Cyanobacteria

Architects of the earliest microfossils, atmospheric oxygen, and plastids.

Photochemistry

Cyanobacteria contain chlorophyll a, which is also found in plants and algae. Other photosynthetic organisms contain chlorophyll b (green algae and the plants) or chlorophyll c (dinoflagellates and photosynthetic Chromista).

Chlorophylls a and b differ only in the character of a group attached to the Mg-porphyrin ring moiety of the molecule: -CH3 for chlorophyll a, and -COH for chlorophyll b. Chlorophylls are embedded in the thylakoid membrane of the Cyanobacteria. (Because Cyanobacteria gave rise, through serial endosymbiotic transfers, to chloroplasts, chlorophylls are associated with the thylakoid membrane within chloroplasts in plants and Protoctista.)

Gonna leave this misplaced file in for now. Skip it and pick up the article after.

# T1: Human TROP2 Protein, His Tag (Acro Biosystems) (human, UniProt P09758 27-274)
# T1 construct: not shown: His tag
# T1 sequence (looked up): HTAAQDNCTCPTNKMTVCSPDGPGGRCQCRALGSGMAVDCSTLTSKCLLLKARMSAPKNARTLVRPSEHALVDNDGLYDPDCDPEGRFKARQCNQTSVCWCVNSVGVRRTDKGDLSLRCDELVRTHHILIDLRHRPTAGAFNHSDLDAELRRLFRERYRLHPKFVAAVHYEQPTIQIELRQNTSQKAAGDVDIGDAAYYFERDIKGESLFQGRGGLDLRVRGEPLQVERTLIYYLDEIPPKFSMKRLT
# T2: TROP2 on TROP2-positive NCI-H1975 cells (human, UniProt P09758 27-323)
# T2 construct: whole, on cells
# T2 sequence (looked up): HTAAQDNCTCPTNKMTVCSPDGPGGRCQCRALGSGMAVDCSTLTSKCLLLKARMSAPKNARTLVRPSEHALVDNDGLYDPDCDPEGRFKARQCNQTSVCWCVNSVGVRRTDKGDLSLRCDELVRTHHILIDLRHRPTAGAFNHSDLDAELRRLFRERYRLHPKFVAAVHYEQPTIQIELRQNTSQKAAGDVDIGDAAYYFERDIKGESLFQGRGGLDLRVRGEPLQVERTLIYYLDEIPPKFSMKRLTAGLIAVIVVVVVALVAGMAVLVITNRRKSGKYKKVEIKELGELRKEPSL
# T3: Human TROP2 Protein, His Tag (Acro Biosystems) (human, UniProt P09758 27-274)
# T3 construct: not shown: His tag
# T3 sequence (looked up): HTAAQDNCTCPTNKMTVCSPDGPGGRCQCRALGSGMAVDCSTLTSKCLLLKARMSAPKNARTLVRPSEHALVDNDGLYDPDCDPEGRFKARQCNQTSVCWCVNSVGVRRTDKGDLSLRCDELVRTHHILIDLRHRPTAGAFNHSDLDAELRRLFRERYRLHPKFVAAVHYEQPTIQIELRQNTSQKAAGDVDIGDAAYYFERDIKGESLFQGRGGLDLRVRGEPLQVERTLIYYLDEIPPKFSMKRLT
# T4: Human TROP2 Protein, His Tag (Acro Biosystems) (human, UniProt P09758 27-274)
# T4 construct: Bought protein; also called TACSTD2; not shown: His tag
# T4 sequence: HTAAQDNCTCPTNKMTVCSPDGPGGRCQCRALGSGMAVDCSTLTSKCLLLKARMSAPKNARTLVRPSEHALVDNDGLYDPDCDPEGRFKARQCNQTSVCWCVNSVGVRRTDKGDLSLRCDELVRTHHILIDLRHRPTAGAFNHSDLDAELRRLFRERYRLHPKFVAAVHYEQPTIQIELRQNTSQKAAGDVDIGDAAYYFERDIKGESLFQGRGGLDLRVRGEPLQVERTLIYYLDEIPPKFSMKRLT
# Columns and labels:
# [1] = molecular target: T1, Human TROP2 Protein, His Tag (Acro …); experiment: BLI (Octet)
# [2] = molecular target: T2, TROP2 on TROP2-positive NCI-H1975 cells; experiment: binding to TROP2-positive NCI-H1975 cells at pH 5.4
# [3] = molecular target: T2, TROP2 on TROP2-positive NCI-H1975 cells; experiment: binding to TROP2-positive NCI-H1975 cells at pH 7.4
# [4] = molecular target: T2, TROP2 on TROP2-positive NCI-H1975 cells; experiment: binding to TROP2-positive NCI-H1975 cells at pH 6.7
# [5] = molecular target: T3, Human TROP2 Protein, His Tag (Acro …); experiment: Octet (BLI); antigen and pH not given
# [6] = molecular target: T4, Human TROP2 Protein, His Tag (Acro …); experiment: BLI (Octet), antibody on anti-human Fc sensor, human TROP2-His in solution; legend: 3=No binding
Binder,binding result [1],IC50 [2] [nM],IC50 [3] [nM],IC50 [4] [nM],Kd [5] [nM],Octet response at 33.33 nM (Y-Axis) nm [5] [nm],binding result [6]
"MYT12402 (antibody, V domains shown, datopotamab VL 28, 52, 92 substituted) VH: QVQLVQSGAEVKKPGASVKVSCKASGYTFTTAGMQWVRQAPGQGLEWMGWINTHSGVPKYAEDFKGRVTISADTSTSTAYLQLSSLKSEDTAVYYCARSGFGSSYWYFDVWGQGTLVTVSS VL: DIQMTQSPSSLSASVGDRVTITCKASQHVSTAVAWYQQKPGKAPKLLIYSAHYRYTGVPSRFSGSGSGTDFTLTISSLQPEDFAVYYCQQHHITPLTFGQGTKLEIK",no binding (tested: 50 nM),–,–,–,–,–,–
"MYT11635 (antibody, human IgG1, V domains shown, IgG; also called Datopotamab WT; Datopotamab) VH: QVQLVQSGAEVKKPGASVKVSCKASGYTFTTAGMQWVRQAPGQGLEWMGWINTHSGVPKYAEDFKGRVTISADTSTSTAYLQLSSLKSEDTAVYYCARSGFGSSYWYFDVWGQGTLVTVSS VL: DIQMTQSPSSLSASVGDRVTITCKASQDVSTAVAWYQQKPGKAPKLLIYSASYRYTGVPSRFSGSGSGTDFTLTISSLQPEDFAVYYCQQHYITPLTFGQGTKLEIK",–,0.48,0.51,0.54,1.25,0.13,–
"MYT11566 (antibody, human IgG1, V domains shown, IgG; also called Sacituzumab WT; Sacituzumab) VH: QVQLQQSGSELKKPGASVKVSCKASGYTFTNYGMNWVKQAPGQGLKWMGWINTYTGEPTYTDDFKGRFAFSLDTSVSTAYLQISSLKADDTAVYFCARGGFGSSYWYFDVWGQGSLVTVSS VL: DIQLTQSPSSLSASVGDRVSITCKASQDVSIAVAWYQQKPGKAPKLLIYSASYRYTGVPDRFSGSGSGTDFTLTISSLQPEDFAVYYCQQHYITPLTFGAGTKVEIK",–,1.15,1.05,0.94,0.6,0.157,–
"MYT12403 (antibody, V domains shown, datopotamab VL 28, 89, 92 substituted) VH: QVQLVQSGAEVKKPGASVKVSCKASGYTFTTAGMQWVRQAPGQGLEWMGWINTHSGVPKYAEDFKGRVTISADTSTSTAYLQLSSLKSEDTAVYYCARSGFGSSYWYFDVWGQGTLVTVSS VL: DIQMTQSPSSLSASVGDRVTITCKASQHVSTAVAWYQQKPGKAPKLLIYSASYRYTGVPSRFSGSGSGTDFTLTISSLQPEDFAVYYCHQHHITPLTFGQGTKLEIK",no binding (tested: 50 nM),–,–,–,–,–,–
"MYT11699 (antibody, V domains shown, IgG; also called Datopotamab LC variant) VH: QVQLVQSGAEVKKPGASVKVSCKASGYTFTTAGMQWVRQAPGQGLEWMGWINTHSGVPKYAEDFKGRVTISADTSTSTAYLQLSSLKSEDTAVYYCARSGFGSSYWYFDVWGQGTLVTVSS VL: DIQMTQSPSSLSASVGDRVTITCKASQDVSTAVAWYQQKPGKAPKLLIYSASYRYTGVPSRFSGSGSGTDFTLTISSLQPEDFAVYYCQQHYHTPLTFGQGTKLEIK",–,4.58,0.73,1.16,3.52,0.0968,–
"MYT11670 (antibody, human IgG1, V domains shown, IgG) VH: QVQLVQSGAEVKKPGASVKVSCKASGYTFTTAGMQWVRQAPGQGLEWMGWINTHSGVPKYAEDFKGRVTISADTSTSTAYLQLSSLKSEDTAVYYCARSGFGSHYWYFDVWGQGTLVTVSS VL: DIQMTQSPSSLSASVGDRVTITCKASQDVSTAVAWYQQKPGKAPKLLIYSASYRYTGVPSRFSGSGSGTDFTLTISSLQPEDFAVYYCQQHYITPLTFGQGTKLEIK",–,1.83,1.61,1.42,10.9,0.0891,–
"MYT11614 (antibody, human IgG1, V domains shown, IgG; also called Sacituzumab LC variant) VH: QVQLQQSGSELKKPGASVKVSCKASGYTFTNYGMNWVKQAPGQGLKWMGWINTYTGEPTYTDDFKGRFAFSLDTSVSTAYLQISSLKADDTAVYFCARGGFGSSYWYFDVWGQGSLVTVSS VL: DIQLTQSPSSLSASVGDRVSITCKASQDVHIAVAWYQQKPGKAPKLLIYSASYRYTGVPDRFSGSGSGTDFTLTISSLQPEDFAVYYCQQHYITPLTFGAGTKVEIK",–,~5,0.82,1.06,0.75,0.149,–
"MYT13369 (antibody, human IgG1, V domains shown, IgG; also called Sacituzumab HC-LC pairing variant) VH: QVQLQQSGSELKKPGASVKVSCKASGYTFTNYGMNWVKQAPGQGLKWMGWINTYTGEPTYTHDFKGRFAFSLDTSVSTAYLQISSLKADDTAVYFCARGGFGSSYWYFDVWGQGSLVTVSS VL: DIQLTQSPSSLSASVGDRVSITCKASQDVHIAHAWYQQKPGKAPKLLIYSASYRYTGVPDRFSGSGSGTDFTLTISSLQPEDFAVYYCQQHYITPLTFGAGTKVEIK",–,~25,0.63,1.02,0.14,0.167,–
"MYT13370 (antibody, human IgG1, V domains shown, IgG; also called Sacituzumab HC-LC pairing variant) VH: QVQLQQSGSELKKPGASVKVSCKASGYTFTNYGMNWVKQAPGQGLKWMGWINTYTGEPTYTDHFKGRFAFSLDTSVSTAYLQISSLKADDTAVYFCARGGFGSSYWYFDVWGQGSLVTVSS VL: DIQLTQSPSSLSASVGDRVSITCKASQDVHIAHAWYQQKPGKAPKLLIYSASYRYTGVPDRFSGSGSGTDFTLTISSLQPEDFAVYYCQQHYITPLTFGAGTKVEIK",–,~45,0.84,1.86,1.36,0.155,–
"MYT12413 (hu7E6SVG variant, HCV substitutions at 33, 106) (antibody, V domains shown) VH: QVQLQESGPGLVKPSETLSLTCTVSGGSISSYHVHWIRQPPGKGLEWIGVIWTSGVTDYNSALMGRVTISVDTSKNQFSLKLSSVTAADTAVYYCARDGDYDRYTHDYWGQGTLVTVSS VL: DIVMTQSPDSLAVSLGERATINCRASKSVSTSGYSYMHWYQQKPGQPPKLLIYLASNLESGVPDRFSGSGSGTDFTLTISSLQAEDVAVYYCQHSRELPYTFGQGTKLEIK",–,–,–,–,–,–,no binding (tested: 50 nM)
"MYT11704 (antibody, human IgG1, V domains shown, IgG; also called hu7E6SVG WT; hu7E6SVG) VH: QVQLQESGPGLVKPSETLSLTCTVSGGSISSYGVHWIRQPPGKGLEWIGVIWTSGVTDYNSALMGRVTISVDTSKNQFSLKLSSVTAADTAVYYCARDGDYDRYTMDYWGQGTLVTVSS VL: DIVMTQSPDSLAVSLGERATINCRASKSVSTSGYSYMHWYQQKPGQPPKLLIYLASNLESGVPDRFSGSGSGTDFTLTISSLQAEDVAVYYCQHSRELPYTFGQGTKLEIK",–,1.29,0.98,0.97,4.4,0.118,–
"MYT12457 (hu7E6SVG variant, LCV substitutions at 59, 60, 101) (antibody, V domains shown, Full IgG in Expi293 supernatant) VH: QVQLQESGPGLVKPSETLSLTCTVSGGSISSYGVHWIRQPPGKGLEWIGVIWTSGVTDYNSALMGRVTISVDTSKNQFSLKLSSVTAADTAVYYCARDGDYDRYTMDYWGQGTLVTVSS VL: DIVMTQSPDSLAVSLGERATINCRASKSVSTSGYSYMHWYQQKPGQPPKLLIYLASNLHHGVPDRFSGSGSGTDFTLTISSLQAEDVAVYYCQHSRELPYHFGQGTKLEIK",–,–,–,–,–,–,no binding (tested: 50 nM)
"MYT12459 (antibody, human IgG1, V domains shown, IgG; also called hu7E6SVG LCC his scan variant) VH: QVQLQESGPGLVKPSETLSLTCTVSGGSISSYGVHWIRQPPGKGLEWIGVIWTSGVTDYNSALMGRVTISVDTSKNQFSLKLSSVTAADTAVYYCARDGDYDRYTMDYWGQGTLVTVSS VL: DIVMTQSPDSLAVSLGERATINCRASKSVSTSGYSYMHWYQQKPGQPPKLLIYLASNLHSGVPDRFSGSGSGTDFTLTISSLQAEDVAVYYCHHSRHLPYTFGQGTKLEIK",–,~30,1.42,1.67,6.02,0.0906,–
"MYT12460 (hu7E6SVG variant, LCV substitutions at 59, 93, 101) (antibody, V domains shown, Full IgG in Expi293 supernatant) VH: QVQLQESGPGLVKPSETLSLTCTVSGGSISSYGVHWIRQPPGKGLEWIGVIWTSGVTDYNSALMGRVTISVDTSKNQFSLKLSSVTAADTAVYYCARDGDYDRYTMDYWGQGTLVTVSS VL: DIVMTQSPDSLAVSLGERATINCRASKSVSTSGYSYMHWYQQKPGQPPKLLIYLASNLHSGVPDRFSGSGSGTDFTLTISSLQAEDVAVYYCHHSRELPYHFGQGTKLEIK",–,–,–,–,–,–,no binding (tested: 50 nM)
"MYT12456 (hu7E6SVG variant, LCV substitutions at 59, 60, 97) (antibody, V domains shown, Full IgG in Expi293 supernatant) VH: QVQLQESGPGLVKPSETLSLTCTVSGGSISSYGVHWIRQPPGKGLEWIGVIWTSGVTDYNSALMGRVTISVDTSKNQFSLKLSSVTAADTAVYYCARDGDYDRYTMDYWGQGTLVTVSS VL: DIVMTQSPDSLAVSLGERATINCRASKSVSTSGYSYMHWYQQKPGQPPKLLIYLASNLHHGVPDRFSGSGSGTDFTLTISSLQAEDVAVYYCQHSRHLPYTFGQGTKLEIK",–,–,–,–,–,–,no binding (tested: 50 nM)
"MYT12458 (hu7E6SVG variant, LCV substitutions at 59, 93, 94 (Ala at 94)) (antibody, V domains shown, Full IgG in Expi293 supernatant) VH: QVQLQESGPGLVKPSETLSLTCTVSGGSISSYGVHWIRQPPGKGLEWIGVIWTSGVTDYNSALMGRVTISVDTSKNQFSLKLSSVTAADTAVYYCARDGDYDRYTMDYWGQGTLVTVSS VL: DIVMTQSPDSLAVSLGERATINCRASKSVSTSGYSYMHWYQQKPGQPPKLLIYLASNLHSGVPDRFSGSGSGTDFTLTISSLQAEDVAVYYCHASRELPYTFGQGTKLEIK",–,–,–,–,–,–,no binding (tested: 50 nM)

Phycobilins are water-soluble pigments, so they are found in the cytoplasm of Cyanobacteria, or in the stroma of the chloroplast. Phycolibins occur only in Cyanobacteria (phycocyanin and phycoerythrin) and the "red algae", the Rhodophyta (phycoerythrin).

The overall reaction of oxygenic photosynthesis is:

6H2O + 6CO2 → C6H12O6 + 6O2

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